United States Secretary of State Rex Tillerson began his first Africa tour yesterday by meeting with the African Union Commission chairman Moussa Faki Mahamat, discussing security and counter-terrorism, trade and development, corruption and conflict in an hour-long meeting at the continental body’s headquarters in the Ethiopian capital.
However looming over the meeting was Trump’s alleged description of Africa as a “shithole” in January, which forced the president to pen a letter reaffirming his commitment to the continent and dispatch his top diplomat to try to heal rifts.
Faki, however, insisted the slur was now in the past. “I received a letter written by President Trump to myself and I shared that with other African leaders. I believe this incident is in the past,” he said.
Tillerson’s five-nation Africa tour to include Djibouti, Kenya, Chad and Nigeria has been described by analysts as a “listening tour”, with no deals or initiatives due to be announced.
“The purpose of my trip is to listen to what the priorities of the countries here on the continent are and see where there is good alignment,” said Tillerson.
Tillerson praised the AU as a “force for good”. He and Faki discussed continued US support to African counter-terrorism forces in Somalia and the Sahel but no new concrete commitments were given.
The diplomat met Ethiopia’s Foreign Minister Workneh Gebeyehu as well as Prime Minister Hailemariam Desalegn who resigned earlier this month amid a political crisis in Africa’s fastest growing economy.
Tillerson urged Ethiopia to move on from a state of emergency “as quickly as possible” and called for citizens in the tightly-run country to be given “greater freedoms”. Analysts highlight the choice of countries visited by Tillerson as a sign of the United States’ focus on security issues on the continent.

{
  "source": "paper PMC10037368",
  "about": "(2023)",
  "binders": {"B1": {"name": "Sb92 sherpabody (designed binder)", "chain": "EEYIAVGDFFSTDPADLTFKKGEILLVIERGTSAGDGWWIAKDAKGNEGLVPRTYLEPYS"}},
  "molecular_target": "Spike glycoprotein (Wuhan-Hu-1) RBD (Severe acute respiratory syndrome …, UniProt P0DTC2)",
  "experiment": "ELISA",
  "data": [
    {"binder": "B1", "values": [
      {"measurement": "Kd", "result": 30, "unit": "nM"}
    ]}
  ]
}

Chad, Kenya and Nigeria are all battling Islamic extremism, with help from the United States, while Djibouti hosts the only permanent US military base on the continent. Tillerson and Faki discussed continued US support to African counter-terrorism forces in the Sahel and Somalia but no new concrete commitments were given.
“We have not yet won that battle in Somalia and we must stay at it,” Tillerson said. His visit is also a bid to counter the mounting perception that the continent is a low priority for the Trump administration, with US-Africa policy ill-defined and key ambassadorial and State Department posts unfilled.
Tillerson’s department, meanwhile, submitted a 2019 budget request that would cut US health programs in Africa by a fifth and diplomatic programs by more than a third. However he said his visit was “an indication of the importance the continent plays in the future of the US, both in security and from the economic standpoint.”